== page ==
Several months ago, I was sitting in a restaurant when two women sat down not far away, and I could not help but overhear their conversation. It soon became apparent that the two women were both United Methodist pastors’ wives, and eventually their discussion turned to the recent disaffiliation of many churches from their denomination because of its broad acceptance of homosexuality. One of the pastor’s wives said, “We’ve decided to stay in for now and just see what happens.” The other woman said, “I’ll tell you what I think: Old Testament law doesn’t apply to us. We don’t live under those laws. We live under the law of the United States of America in 2023. We don’t live 2,000 or 4,000 years ago, so those things don’t apply to us.” In just a few short sentences (marked by logical and theological fallacy) she completely dismissed the authority of Scripture, suggesting that man-made laws are more relevant than the unchanging truth of God’s Word.
A short time later I listened to the in-house debate of a local United Methodist church as they discussed whether their congregation should remain in their denomination or disaffiliate. The debate alternated between those who espoused a “traditional” view of marriage versus those who espoused a “progressive” view. Sadly, neither side seemed able to present logical, coherent arguments to buoy their position. In this particular local church, even those who advocated for maintaining a traditional view of marriage seemed incapable of presenting a solid Biblical argument. On both sides of the aisle, the arguments presented were largely appeals to emotion or tradition, with little reference to the authority of Scripture on the matter of human sexuality.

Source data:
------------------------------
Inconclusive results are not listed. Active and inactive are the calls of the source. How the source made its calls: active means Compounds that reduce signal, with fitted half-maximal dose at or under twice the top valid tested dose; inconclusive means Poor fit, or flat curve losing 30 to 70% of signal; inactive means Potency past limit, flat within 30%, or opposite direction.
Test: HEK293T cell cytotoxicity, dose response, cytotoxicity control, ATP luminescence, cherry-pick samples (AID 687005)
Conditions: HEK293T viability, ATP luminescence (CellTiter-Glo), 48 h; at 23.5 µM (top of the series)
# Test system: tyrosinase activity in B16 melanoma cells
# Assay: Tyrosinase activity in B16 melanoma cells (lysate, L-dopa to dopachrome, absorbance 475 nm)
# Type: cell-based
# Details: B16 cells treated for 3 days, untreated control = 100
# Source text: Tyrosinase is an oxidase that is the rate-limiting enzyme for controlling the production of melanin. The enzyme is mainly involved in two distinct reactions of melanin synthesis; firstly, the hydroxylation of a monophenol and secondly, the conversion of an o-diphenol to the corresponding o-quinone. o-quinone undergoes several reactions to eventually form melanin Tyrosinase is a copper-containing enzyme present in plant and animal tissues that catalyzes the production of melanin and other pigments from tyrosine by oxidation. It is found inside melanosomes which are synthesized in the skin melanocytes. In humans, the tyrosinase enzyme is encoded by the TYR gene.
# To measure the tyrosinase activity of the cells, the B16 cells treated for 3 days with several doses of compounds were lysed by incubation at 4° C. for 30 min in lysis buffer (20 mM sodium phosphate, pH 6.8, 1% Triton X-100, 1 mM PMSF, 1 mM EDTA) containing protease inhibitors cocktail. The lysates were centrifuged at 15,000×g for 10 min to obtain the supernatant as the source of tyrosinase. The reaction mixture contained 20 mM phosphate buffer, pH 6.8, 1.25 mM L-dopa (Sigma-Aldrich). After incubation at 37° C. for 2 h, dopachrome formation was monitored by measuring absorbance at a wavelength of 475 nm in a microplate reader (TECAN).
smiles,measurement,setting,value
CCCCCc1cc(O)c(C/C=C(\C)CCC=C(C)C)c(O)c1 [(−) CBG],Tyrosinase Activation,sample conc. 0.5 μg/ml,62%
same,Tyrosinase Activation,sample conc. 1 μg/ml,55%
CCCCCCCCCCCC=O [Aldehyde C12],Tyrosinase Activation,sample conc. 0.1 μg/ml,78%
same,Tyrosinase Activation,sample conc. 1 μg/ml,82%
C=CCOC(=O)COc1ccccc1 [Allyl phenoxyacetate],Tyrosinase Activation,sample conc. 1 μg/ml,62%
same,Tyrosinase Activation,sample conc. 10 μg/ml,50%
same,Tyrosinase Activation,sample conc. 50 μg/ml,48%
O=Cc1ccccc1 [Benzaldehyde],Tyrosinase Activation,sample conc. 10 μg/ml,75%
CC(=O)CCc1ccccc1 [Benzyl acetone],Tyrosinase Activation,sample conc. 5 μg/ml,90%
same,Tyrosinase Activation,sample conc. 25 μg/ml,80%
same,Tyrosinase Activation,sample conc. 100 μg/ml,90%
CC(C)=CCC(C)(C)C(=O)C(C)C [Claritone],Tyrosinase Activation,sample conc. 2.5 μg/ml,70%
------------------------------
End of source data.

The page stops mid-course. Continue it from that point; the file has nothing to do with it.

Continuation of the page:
Both of these instances were stark reminders of the crucial importance of maintaining an emphasis on the authority of Scripture and its centrality to our faith and practice. If one generation compromises its position on the authority, inerrancy, and infallibility of Scripture or if it neglects clear, systematic doctrinal teaching and preaching—it paves the way for succeeding generations to completely discard the clear mandates of the Bible. If the ship of Zion is not solidly anchored in Biblical truth—both spiritually and intellectually—it will drift aimlessly in whatever direction its passengers’ passions may carry it, and it will eventually crash on the shoals of deception. However, when the ship is anchored by an unwavering commitment to the authority and bold proclamation of God’s Word, the Church can weather the storms of adversity, knowing that it is grounded upon eternal truth that never changes.